a wandering word
they love the tree & hate the fruit,
or they love the fruit & hate its tree.
the found noun become a sovereign,
this beginning born into remembering
figures of syllables & parable
pause between words.
characters of speech traipse
in cups of wine
& loaves of bread.
what you find is not a ghost but a blooded
—now we too have passed thru the place they paused in the book.
each has to tell of their own
birth & death.
—an island that once harbored us before we began.
the general tells a story of a temple’s
burning over 1500 years ago. among deaf trees
a boy squinting
one-eyed, the elders all merging in our vanishing.
the lines on a piece of paper.
(until he eyed her by the circus master’s grave.)
until we meet again, yes.
still, quiet sky, waves, still,
remembering of water as it
not knowing a small wave in the middle of seeing.
i want to learn something from you,
the girl says:
why did you become a monk anyway?
were you just bored?
i am not afraid of your death, she says.
you are now written here.
when you were dead these were fragments
of bird & word left from the sky,
the boy tells her.
small sufi village near where
the mute one lived as a child now
by byzantine ruins & lycian burial grounds.
pointing his nose out behind a rock face,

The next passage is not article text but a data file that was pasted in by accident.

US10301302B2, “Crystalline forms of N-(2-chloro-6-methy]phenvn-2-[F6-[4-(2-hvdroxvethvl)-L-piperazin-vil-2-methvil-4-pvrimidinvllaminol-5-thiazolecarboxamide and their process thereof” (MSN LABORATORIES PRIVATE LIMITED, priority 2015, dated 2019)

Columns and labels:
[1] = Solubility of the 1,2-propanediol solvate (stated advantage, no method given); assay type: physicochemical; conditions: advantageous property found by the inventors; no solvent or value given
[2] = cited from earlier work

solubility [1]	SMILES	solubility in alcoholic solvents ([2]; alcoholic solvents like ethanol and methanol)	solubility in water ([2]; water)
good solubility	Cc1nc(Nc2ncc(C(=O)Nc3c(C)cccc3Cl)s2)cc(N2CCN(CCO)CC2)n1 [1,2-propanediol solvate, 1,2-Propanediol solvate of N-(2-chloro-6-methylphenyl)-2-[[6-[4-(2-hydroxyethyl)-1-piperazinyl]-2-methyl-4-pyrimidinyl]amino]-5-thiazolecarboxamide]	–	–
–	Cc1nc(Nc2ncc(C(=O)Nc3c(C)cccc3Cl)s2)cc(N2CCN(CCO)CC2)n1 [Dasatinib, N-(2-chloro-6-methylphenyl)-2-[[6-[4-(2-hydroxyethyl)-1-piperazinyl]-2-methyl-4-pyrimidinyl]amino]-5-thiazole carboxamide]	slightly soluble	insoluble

the circus man begins to talk.
how to live—
all eyes on all things inside messenger fields.
and so the story goes on and leaves you.
i see no one or one thing, she says.
the slow growth & change of rite & religious dogma—
& shade of a homeless
man squatting under bridge over there
surrounded by motorcycles & rickshaws.
these fires burning in rice &
the end of the question of birth & death,
a language of the unspoken,
black water eddies along shore.
that’s manjushri, the girl salutes, hand
over hand over mouth over hand,
an alphabet without desire.
that you are living in a question brought the shadow grass,
my diary & all lost in war,
awaiting a flurry of epistles,
in fishing nets cast over shore.
JOHN HIGH is the author of numerous books. His poems have most recently appeared in Poems by Sunday, Poetry Northwest, Brooklyn Paramount, and New American Writing; his translations of Osip Mandelstam have appeared in The Nation, Denver Quarterly, Pen America, and Poetry, among others. The poems printed here are from a new collection from Talisman House, you are everything you are not (the third book in a trilogy). He teaches in the MFA Creative Writing Program at LIU, Brooklyn.